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The Story Of... Llamas

The only large mammals ever domesticated within the Ancient Americas, Llamas and alpacas are evolutionary cousins of the camel – although they lack the camel's signature hump. Like camels, llamas are intelligent and gregarious herbivores, but when aggravated, over-burdened or other-wise annoyed, they tend to hiss, spit, kick, and refuse to move, often lying down in protest.

Domesticated by Native Americans more than 5,000 years ago, llamas average around 4 feet tall at the shoulder. Primarily kept for their wool, they are also used for their meat, dung and hides.

Llamas are kept in paddocks and never brought indoors; nor are they milked for human consumption. This has meant that very few diseases have ever jumped species from llama to man, compared to the host of diseases which Europeans inherited from living in close proximity to their livestock.

The llama’s high tolerance for thirst, and appetite for a broad range of plants, made it key to Native American transport and communication throughout the Andes. Although llamas can average between fifteen and twenty miles a day, llamas lack the strength of oxen, camels and horses,so they’re unable to carry adult humans or pull any kind of machinery. Even if the Inca had discovered the wheel, no llama could ever have pulled a cart larger than a wheelbarrow.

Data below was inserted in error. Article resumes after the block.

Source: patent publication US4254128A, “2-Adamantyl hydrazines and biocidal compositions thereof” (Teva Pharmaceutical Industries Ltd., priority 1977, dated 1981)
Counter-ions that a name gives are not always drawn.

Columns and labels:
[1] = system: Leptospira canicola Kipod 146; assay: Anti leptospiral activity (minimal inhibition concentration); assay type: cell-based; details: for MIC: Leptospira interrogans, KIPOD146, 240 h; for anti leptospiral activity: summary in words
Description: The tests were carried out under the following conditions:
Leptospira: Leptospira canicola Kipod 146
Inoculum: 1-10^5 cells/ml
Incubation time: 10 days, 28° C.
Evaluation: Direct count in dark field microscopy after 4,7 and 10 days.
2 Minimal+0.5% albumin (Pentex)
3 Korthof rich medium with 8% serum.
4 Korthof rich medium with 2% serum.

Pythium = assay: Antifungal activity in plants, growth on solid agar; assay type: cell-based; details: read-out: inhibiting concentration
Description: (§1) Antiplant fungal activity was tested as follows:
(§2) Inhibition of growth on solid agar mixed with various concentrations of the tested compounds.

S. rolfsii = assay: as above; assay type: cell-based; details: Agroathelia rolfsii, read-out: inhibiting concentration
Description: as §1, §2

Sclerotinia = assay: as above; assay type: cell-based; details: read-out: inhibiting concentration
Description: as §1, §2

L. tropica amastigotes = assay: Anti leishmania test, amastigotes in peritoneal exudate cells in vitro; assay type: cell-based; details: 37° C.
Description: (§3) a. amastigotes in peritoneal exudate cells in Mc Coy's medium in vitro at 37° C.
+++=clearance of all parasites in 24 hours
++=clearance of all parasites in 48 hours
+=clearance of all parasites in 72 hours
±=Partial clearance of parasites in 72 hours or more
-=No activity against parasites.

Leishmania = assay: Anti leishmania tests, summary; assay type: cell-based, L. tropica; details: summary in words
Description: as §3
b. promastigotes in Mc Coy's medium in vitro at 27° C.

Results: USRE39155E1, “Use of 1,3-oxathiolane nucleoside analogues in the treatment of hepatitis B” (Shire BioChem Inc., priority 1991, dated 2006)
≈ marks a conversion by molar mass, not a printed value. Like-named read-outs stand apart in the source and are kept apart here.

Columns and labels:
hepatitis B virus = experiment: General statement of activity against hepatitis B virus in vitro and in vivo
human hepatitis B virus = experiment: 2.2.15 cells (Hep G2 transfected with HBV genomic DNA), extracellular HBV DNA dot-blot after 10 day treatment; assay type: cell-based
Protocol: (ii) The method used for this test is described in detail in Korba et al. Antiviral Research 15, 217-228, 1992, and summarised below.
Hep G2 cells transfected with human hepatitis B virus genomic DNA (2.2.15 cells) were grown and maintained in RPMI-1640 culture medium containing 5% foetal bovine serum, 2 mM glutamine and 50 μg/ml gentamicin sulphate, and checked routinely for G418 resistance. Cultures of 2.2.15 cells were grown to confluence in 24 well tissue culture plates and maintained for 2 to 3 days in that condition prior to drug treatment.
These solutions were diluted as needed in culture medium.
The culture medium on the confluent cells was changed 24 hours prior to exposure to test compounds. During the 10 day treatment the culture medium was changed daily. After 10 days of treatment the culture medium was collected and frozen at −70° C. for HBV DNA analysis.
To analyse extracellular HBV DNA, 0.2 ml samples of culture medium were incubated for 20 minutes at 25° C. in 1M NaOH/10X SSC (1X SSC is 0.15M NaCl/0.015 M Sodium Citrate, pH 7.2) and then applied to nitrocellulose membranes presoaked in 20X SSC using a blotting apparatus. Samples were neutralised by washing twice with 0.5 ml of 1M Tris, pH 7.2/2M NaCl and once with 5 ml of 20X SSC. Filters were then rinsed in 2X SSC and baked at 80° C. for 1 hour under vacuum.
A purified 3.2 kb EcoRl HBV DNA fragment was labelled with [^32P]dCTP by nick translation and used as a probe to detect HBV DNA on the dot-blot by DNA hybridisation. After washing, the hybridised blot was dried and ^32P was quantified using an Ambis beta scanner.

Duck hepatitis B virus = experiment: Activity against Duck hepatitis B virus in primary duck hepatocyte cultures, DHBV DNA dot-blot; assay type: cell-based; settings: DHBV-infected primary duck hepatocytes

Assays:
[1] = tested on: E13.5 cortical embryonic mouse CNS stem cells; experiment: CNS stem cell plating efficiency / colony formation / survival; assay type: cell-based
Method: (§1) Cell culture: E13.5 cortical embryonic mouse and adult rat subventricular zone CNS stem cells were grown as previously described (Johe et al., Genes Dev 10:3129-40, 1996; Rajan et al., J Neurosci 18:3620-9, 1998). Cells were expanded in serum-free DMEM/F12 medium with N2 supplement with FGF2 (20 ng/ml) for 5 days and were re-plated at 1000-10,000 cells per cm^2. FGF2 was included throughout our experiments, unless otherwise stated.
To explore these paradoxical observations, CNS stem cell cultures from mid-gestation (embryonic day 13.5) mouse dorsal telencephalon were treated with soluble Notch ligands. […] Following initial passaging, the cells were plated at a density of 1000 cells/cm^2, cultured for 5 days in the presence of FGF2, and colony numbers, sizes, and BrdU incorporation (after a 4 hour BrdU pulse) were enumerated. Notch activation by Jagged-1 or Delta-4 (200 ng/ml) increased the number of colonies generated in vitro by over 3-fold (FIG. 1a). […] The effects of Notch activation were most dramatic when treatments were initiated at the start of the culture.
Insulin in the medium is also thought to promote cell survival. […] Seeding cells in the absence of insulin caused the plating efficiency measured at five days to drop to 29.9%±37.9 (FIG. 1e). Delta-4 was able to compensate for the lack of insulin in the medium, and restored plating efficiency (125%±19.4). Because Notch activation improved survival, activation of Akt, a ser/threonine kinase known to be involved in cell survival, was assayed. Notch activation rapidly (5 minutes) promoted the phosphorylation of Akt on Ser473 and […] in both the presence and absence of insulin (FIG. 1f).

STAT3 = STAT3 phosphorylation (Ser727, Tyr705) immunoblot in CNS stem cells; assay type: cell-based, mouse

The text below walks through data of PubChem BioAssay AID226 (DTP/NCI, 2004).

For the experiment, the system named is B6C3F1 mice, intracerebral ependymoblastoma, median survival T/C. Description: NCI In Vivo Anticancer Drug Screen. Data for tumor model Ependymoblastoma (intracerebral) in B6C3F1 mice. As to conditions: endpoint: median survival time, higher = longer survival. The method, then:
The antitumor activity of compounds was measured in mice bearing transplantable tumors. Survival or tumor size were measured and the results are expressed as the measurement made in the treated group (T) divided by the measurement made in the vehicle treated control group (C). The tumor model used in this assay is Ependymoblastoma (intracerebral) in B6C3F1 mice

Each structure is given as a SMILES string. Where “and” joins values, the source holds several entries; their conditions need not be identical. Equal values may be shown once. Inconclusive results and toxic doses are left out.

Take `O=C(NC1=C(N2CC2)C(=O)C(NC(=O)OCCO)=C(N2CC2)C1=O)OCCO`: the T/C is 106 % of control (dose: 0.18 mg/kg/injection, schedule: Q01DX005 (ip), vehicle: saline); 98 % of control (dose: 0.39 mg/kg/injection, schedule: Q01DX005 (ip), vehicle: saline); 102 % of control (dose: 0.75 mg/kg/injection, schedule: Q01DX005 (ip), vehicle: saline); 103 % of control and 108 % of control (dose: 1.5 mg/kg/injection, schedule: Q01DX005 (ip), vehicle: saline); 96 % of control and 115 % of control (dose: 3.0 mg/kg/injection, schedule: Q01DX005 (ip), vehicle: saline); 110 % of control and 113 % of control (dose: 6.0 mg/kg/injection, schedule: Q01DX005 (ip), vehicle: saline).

At the time of the Spanish conquest of the Americas, llamas were used in great numbers to transport silver ore from the Inca mining network. One Spanish observer guessed that as many as 300,000 llama were used to export the produce of one particular mine (Potosi, in modern Bolivia), alone.

But geography had ensured that the continent's only load-bearing mammal remained isolated, known only to the indigenous peoples of the Andes. The inhospitable jungles of the Panamanian isthmus and the deserts of South America ensured that no llamas – and no Inca – had ever reached the Aztecs, or beyond.

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- Wheat
- Rice
- Corn
- Sorghum

- Cattle
- Goats
- Sheep
- Pigs
- Llamas
- Horse
- Zebra

- Smallpox
- Malaria

- Steel
- Writing

- Latitude and Climate
- Shape of the Continents
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